Search

HISTORY OF BINGHAM

Trades within Britain

Please click an area on the map:

Whitby

These fine objects are of shale and jet. The pin has a very fine facetted head and may have been used to secure an elaborate hair do or to secure a loosely woven cloak. Both the pins the bangles have been brought to the site from elsewhere in Britain, perhaps from around Whitby.
Nottingham University Museum Photo: Robin Aldworth

Dales & Lincoln

This type of jar (called Dales ware) was made in Yorkshire and Lincolnshire and was very popular with both the army and the civilians there in the later 3rd and 4th centuries.
Nottingham University Museum Photo: Robin Aldworth

Derbyshire

This rough jar has a cupped rim to hold a lid and comes from near Belper. This sort of jar was found traded as far away as Scotland and was popular in Derbyshire and the surrounding area from the mid 2nd century to the mid 4th century.
Nottingham University Museum Photo: Robin Aldworth

Five of several fine, glazed ware jars and beakers found at Margidunum. Glazed wares are rare in the Roman period, being characteristic of Mediaeval pottery. Fine glazed beakers and flagons were produced by potters working outside the fort at Derby Little Chester during the late first century AD and these vessels may come from there or, perhaps from kilns associated with the 1st century occupation at Margidunum, yet to be discovered.
Nottingham University Museum Photo: Robin Aldworth

These fine beakers, in the same form as the glazed ones made outside the fort at Derby Little Chester, have been dipped in a mica-rich slip before firing. This gave them a metallic appearance, which soil conditions have dulled. These probably cost less to make than the glazed ones and less to buy than metal beakers.
Nottingham University Museum Photo: Robin Aldworth

Sarius

Making mortaria was a specialised skill involving the throwing of large heavy bowls and the attachment of heavy rims, specially shaped to make lifting the bowl easier. The potters of both samian and mortaria often stamped the vessels with their names of the names of their firms prior to firing the pots, probably as a sort of quality control. This mortarium is from Mancetter-Hartshill near Coventry and is stamped “Sarrius”, a well known potter working at Mancetter Hartshill in the mid-second century and also at kilns near the fort at Doncaster.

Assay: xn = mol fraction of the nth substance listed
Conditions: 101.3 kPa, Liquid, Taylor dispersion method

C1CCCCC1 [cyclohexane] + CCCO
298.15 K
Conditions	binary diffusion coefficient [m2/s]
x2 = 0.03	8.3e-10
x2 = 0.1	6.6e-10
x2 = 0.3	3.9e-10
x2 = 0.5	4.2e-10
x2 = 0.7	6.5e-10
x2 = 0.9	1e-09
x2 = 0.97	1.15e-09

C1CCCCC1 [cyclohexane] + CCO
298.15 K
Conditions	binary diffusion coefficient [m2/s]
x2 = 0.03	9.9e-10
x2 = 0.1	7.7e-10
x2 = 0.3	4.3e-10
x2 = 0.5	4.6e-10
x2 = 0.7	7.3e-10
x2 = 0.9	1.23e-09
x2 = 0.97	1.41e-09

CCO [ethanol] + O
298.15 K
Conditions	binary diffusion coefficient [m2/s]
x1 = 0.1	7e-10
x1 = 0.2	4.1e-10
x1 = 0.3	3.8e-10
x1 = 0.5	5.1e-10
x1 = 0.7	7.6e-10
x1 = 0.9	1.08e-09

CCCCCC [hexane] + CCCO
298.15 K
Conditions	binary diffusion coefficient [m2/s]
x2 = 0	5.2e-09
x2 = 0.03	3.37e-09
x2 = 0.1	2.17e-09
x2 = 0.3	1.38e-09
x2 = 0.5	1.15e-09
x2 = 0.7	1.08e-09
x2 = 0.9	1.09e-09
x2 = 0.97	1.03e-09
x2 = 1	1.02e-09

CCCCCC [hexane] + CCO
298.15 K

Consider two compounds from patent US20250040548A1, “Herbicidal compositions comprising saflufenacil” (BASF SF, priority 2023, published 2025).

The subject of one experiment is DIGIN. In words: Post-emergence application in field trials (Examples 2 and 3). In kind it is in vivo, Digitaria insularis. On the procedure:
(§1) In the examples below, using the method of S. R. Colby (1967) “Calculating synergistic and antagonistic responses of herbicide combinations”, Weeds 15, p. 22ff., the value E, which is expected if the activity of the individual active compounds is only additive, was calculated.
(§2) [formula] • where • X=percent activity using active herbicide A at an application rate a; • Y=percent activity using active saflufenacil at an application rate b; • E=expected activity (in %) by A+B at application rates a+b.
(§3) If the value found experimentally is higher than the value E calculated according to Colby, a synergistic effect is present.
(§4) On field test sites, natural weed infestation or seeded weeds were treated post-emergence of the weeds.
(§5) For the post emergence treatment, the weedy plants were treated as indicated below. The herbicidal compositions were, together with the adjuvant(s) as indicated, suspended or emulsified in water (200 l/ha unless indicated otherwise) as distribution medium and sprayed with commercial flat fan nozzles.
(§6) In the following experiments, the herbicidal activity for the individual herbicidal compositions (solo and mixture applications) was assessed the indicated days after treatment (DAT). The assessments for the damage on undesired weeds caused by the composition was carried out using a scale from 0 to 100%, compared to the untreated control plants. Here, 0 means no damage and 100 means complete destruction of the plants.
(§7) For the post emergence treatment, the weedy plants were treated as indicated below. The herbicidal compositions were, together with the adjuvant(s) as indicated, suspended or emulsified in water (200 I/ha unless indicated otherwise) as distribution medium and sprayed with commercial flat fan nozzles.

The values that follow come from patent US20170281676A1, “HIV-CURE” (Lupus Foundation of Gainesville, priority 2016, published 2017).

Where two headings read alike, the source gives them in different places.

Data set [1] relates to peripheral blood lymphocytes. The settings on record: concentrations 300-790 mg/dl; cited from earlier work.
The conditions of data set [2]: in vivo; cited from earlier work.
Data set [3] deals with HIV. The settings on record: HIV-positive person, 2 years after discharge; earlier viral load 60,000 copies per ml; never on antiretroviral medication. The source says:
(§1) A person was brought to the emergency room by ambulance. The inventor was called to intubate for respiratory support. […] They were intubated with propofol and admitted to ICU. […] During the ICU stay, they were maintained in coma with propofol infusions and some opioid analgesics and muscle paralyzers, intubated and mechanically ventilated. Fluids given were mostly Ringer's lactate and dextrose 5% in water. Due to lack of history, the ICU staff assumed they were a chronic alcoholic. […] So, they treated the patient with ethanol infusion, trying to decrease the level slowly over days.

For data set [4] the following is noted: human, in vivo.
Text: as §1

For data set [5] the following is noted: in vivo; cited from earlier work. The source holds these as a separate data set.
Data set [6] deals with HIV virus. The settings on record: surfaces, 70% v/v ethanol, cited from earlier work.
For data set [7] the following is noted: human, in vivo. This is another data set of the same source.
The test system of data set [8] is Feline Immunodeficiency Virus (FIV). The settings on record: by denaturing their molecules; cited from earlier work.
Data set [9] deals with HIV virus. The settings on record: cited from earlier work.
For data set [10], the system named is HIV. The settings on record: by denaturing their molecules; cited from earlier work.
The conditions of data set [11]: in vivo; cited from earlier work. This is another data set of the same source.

Nottingham University Museum Photo: Robin Aldworth

Nene Valley

These sherds show us the range of fine tableware traded from the Nene Valley kilns. From top left clockwise: a late 2nd-3rd century scale indented beaker, the scales have been applied like pastry roundels and then the whole beaker has been dipped in a darker slip before firing; a small bowl with white arcs painted after the darker slip has dried, 4th century AD; a late 3rd-4th century AD platter.
Nottingham University Museum Photo: Robin Aldworth

This elegant bowl and lid formed a set and was bought from kilns in the Nene Valley in the 3rd AD. It may have been used as a soup tureen.
Nottingham University Museum Photo: Robin Aldworth

Here is a British copy (to right) of the samian mortarium (to left). It was made at potteries in the Nene Valley in the 3rd-4th centuries.
Nottingham University Museum Photo: Robin Aldworth

A close-up of a Nene Valley mortarium with animal head spout, probably a lion, copying samian examples imported from Gaul.
Nottingham University Museum Photo: Robin Aldworth

This fine beaker came from potteries near Peterborough (Nene Valley) and
dates to the late third to mid-fourth century A.D. This type of beaker copied very fine, thin walled types imported from Gaul, which are also found at Margidunum.
Nottingham University Museum Photo: Robin Aldworth

South Midlands

This is a late jar type made in the South Midlands, perhaps around Greetham in Lincolnshire or in Bedfordshire.
Nottingham University Museum Photo: Robin Aldworth

Albinus

This mortarium is from St Albans and is stamped by a man called Albinus who worked there in the late 1st century having probably moved from kilns at Colchester.
Nottingham University Museum Photo: Robin Aldworth

Oxfordshire

These sherds come from fine red ware bowls supplied by large potteries near Oxford, which became very popular in the 3rd and 4th centuries. Mortaria were also bought from the Oxford kilns.
Nottingham University Museum Photo: Robin Aldworth

Dorset

This bowl is from Dorset and the kilns there produced thousands of jars and bowls in this ware for the army, distributing them by sea up the coast to Hadrian’s Wall and the Antonine Wall.
Nottingham University Museum Photo: Robin Aldworth

Margidumum

Remains of Building C showing how skerry stone was used in the foundations.
Photo: M. Todd. Nottingham University Dept Archaeology (No B1798)

Pitched slabs of skerry in a wall trench in building D.
Photo: M. Todd. Nottingham University Dept Archaeology (No B1408)

This limestone column may have been attached to a wall to form a false pilaster (column projecting from a wall) and demonstrates quite a Romanised taste in architecture.
Nottingham University Museum Photo: Robin Aldworth


Home Page | About Us | Links | Contact Us | Newsletter

Site developed by Ambrow Limited | Published by the Bingham Heritage Trails Association | All content is © BHTA
for site credits click here

Back to
top of page